Gordon Edes of ESPN Boston reports that the Red Sox are prepared to pick up David Ortiz’s $12 million 2011 extension. That according to “a major league source well acquainted with the Sox’s thinking.”
In other news, we probably need to have a summit meeting about the best way to label anonymous sources in this business, because “a major league source well acquainted with the Sox’s thinking” is kind of a mouthful.
Nothing wrong with such reporting, mind you. I don’t mean to impugn Edes at all because he’s a good reporter. Indeed, I pass things along from anonymous sources all the time myself. This is baseball, after all, not foreign policy reporting, and despite what people may tell you, there is nothing wrong with gossip. It’s just that when you dress gossip up with newsy descriptions such as “a major league source well acquainted with the Sox’s thinking” you sound, I dunno, a bit silly. Let’s strive to keep it casual, ya know? I digress.
Ortiz has had a pretty decent year, with early season fears that his career was deader than vaudeville proving to be overstatements. Still, I’d be wary of paying the guy $12 million when the going rate for a DH on the downside of his career is a seven figure proposition rather than eight. Maybe Boston is just scared to death at this point that they’ll never have healthy players again and want to be double damn sure they have the one big bat who has managed to stay in the lineup all year back for 2011.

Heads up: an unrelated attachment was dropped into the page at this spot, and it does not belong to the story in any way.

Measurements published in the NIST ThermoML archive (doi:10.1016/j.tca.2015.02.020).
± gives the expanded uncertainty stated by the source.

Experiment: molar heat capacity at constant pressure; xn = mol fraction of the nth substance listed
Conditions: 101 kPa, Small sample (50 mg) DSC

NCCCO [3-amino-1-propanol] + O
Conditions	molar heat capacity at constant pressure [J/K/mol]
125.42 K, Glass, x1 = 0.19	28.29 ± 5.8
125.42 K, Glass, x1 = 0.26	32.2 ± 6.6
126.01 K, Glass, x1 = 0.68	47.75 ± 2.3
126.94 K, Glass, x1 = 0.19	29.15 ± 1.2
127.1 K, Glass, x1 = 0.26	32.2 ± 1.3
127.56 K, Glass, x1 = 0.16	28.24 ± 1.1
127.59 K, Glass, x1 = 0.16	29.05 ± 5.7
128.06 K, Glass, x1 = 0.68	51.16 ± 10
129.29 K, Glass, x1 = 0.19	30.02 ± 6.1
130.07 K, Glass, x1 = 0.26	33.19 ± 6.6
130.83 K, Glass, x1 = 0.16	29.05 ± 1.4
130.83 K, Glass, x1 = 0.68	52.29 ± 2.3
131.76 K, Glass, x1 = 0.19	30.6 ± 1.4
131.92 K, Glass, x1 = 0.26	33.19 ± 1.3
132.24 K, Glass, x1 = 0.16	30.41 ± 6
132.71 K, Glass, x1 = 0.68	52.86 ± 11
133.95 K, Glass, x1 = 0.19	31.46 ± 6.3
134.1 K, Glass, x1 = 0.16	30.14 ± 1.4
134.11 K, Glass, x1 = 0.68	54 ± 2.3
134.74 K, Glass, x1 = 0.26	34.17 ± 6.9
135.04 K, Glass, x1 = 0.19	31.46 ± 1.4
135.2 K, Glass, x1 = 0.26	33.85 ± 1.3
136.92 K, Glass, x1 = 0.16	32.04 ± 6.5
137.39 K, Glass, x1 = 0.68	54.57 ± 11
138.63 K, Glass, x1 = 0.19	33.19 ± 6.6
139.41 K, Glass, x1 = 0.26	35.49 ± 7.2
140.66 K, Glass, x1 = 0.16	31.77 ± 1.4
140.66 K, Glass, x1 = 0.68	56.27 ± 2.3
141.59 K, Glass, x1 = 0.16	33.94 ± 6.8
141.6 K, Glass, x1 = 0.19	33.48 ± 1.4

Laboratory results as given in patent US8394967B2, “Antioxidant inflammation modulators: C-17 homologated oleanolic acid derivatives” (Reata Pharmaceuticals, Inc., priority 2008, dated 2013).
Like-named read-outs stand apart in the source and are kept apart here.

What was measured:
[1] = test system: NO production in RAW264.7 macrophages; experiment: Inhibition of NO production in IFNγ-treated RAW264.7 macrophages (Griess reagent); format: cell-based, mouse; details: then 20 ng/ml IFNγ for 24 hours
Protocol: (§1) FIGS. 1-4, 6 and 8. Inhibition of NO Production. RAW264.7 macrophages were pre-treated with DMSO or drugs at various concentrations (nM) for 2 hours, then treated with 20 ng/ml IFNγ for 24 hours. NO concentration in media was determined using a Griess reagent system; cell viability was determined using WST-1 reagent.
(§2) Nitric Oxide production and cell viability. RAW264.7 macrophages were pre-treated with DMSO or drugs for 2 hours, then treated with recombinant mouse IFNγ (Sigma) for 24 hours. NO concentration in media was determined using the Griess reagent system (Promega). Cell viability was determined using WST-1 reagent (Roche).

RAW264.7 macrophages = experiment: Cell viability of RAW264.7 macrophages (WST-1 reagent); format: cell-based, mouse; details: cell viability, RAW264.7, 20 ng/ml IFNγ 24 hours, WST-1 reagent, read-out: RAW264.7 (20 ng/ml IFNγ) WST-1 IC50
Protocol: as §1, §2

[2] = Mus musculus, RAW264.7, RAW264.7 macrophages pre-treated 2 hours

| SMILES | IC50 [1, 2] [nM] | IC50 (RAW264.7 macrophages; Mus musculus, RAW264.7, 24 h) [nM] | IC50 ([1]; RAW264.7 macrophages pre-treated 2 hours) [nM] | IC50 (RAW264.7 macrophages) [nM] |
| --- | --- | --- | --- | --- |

Jaime Garcia has been at the center of trade talks for several days now, but on Friday night, he commanded center stage for an entirely different reason. The Braves’ southpaw went head-to-head with Dodgers’ lefty Alex Wood and mashed his first career grand slam: a two-out, 399-foot blast that cleared the wall in right field and put the Braves up 9-0 in the fifth inning.
The bases-loaded knock was the third career home run for Garcia, whose contributions at the plate have been few and far between over his nine-year track in the major leagues. Not only did the homer mark an impressive career first for the 30-year-old, but it was just the second pitcher grand slam in Braves’ history and the first since 1966.
Garcia looked almost as impressive on the mound during Friday’s series opener, issuing one run, four hits and three strikeouts through his first six innings. The Braves currently lead the Dodgers 12-1 in the top of the seventh inning.
As for whether the slam will affect negotiations between the Braves and Twins? MLB.com’s Mike Petriello put it best:
Athletics’ first baseman Ryon Healy had a scary moment during Friday’s loss to the Mets. Lucas Duda smacked a single to the first base side, where the ball took a high hop and caught Healy in the left temple. He crumpled to the ground after getting struck by the one-hopper, but was eventually able to stand and walk off the field with assistance from a trainer.
Prior to the injury, Healy went 2-for-3 at the plate with an RBI single in the first inning. He was replaced by Yonder Alonso, who finished off the rest of the night’s 7-5 loss with a walk in two plate appearances.
Following the game, manager Bob Melvin told reporters that Healy did not appear to have sustained a concussion as a result of the hit. Healy said he thinks he’ll be good to go for Saturday’s game, though a final decision likely won’t be made until tomorrow.